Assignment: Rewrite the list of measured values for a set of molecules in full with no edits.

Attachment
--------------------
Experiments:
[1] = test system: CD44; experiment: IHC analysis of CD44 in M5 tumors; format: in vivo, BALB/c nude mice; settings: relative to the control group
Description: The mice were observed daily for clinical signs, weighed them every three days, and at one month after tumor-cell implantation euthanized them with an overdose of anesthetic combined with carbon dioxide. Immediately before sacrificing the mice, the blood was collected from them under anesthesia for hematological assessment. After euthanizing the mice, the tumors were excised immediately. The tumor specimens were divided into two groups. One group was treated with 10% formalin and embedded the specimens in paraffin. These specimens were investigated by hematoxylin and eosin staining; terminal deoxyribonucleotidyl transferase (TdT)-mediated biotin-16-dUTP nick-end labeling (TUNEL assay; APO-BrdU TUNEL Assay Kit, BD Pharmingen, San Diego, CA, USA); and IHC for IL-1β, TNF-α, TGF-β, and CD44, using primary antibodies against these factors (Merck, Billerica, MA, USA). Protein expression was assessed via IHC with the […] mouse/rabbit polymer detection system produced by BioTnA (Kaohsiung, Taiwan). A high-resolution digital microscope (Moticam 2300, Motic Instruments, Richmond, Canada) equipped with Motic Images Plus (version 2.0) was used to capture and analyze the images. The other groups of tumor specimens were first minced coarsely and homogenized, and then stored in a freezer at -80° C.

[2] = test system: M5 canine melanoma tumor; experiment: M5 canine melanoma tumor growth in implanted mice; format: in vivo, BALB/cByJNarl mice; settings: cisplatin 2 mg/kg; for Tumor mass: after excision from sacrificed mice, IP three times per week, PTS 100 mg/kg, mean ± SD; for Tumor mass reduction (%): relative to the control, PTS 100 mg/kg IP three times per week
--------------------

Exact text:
Experiments:
[1] = test system: CD44; experiment: IHC analysis of CD44 in M5 tumors; format: in vivo, BALB/c nude mice; settings: relative to the control group
Description: The mice were observed daily for clinical signs, weighed them every three days, and at one month after tumor-cell implantation euthanized them with an overdose of anesthetic combined with carbon dioxide. Immediately before sacrificing the mice, the blood was collected from them under anesthesia for hematological assessment. After euthanizing the mice, the tumors were excised immediately. The tumor specimens were divided into two groups. One group was treated with 10% formalin and embedded the specimens in paraffin. These specimens were investigated by hematoxylin and eosin staining; terminal deoxyribonucleotidyl transferase (TdT)-mediated biotin-16-dUTP nick-end labeling (TUNEL assay; APO-BrdU TUNEL Assay Kit, BD Pharmingen, San Diego, CA, USA); and IHC for IL-1β, TNF-α, TGF-β, and CD44, using primary antibodies against these factors (Merck, Billerica, MA, USA). Protein expression was assessed via IHC with the […] mouse/rabbit polymer detection system produced by BioTnA (Kaohsiung, Taiwan). A high-resolution digital microscope (Moticam 2300, Motic Instruments, Richmond, Canada) equipped with Motic Images Plus (version 2.0) was used to capture and analyze the images. The other groups of tumor specimens were first minced coarsely and homogenized, and then stored in a freezer at -80° C.

[2] = test system: M5 canine melanoma tumor; experiment: M5 canine melanoma tumor growth in implanted mice; format: in vivo, BALB/cByJNarl mice; settings: cisplatin 2 mg/kg; for Tumor mass: after excision from sacrificed mice, IP three times per week, PTS 100 mg/kg, mean ± SD; for Tumor mass reduction (%): relative to the control, PTS 100 mg/kg IP three times per week